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Women Won't Achieve Equal Pay Until 2056

Women Won't Achieve Equal Pay Until 2056

The gender pay gap has cost women $61 trillion since 1967, and it's not going away until 2056.

As the the United States approaches the 60th anniversary of the Equal Pay Act, new analysis reveals that women are still unlikely to reach true pay equity until 2056.

According to a report from the Center for American Progress, the gender pay gap has cost women $61 trillion since 1967. In 1963, when the Equal Pay Act was signed into law, women working full time, year-round earned 59 cents for every dollar men earned. When comparing all workers, regardless of hours worked, women earned only 37 cents to a man's dollar.

In 2021,women working full-time, year-round earned 84 cents compared to their male counterparts, with all women regardless of hours averaging 77 cents to a man's dollar. At this rate, CAP estimates that women working full-time will not achieve pay equity until 2056, with all working women achieving equal pay in 2052.

The report highlights that this trend is worse for Black and Latina women, noting that the "overall gender wage gap masks the economic reality of many women of color." Latina and Black women working full time, year-round earned 57 cents and 67 cents for every dollar earned by their White, non-Hispanic male counterparts. All working Latina and Black women earned 54 cents and 64 cents for a man's dollar.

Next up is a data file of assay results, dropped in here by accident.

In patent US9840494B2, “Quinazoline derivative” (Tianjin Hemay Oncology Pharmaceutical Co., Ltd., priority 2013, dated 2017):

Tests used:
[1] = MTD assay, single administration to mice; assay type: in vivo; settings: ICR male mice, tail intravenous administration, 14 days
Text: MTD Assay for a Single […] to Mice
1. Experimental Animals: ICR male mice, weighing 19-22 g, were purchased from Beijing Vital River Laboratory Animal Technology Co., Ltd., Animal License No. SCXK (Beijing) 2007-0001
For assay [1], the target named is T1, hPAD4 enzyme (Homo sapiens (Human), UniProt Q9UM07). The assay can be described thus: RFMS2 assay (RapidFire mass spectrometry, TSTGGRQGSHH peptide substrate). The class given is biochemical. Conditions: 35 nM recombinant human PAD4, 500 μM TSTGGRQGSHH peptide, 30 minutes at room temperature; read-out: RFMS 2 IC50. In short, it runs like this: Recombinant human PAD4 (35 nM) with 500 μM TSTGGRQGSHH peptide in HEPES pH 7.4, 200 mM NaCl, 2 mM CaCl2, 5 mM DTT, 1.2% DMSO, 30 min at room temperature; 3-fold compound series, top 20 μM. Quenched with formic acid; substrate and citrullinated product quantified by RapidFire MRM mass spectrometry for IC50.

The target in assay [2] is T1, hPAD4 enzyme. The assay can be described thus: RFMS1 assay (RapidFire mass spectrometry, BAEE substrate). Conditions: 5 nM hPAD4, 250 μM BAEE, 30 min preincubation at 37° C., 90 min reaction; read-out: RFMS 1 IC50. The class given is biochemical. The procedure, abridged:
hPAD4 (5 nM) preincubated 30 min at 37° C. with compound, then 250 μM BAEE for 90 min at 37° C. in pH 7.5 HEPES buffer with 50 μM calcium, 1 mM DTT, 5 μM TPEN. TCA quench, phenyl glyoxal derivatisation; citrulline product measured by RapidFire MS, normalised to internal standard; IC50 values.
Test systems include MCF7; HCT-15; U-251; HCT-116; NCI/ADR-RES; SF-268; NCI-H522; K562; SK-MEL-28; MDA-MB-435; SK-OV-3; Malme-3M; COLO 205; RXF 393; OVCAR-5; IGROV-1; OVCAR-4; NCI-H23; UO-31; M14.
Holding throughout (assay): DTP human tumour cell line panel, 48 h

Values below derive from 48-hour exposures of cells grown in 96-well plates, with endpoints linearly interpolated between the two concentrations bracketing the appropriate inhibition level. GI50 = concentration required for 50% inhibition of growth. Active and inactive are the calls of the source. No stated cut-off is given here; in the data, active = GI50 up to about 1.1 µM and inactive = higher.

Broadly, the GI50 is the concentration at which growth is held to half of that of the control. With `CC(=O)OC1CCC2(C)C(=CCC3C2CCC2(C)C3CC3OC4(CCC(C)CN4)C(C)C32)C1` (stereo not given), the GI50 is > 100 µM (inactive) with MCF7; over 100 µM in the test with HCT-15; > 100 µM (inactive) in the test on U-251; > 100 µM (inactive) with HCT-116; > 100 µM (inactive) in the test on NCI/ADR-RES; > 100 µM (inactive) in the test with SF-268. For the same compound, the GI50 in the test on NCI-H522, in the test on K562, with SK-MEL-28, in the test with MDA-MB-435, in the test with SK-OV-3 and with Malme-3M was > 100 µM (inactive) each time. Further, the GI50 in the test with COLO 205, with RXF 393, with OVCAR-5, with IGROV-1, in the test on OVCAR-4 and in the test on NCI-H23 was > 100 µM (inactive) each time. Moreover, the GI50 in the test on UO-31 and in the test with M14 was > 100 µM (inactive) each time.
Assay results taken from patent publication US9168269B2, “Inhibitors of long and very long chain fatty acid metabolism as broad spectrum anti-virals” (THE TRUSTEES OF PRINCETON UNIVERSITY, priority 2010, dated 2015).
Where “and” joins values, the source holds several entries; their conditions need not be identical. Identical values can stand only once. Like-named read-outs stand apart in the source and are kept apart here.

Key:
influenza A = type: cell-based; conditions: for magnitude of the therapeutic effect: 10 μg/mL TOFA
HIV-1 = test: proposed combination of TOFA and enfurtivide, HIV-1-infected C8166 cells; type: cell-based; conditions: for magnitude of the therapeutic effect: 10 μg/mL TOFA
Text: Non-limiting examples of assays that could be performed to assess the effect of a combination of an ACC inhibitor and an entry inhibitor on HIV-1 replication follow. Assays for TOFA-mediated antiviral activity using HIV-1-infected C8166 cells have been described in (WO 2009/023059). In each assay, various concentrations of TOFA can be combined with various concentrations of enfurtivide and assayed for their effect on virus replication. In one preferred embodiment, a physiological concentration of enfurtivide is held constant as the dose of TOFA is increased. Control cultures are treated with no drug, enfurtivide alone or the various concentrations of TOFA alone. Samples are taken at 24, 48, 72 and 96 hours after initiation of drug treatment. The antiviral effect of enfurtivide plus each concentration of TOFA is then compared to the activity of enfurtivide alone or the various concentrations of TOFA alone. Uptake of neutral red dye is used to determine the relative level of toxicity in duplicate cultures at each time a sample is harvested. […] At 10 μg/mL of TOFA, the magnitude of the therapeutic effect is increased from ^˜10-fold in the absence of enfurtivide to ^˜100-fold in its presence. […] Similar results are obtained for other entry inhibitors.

Women's lower earning rates are not reflective of their education levels. In fact, the report notes that "women surpassed men’s educational attainment rates in the late 2010s."

While measures such as the Title IX education amendments and the Pregnancy Discrimination Act of 1978 have also benefitted women both in schools and at work, the study concludes that national and local leaders still must pursue measures ensuring equal compensation for women, including the Paycheck Fairness Act.

"Women and their families cannot afford another 30 years of suffering the negative economic consequences of the wage gap, and even this rate of progress is not necessarily guaranteed — particularly without any structural change," it reads. "In order to finally close the gender wage gap, policymakers must do more to boost the economic security of women and their families."

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